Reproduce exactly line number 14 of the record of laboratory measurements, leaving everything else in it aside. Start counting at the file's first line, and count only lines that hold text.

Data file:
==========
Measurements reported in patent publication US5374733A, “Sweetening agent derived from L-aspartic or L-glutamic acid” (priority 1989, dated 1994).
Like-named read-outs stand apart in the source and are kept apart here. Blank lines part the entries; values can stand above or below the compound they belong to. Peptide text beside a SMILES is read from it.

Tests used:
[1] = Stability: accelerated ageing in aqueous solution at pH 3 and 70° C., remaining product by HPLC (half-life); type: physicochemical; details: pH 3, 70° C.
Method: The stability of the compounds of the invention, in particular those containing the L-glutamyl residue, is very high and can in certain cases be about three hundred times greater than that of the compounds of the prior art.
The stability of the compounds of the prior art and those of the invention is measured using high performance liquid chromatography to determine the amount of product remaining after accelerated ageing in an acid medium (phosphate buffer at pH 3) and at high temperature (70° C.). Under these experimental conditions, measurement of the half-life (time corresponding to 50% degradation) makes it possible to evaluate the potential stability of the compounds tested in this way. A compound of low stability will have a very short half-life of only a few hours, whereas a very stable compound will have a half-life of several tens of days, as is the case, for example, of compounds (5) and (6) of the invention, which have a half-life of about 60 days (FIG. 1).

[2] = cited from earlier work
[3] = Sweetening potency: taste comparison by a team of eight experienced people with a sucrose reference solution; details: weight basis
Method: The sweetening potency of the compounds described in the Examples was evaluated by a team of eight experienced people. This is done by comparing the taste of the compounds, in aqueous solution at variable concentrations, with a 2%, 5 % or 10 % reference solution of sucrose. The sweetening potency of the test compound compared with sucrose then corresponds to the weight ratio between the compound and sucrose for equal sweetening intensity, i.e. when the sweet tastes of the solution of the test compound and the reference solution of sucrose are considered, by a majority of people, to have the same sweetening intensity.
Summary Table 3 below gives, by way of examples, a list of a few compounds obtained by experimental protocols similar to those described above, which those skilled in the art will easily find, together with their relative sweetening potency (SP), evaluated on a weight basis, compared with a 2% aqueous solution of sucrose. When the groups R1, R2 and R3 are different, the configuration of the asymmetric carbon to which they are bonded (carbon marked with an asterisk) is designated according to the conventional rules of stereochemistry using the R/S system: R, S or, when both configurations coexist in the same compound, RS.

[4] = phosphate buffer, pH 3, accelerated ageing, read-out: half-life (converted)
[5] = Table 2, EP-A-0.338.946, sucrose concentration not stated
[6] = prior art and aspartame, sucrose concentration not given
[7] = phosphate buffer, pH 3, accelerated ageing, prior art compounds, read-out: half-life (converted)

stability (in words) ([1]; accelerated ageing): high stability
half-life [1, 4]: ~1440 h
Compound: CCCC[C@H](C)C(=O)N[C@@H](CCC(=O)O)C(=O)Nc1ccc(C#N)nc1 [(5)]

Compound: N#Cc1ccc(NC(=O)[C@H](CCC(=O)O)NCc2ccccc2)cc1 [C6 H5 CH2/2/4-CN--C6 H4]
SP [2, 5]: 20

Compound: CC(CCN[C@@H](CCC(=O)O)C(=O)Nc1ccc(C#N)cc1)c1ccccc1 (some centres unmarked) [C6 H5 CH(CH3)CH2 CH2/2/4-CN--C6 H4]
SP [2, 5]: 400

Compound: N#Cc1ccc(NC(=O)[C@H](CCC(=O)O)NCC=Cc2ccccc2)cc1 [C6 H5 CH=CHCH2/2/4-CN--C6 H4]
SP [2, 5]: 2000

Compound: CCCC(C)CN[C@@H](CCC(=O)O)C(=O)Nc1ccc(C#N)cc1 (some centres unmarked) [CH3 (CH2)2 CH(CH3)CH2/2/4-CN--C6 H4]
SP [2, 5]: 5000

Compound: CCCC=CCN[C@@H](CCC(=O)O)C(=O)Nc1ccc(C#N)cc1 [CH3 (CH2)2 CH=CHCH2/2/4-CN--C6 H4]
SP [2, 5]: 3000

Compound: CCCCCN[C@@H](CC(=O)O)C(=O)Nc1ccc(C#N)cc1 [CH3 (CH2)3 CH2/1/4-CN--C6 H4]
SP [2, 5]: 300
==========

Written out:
[7] = phosphate buffer, pH 3, accelerated ageing, prior art compounds, read-out: half-life (converted)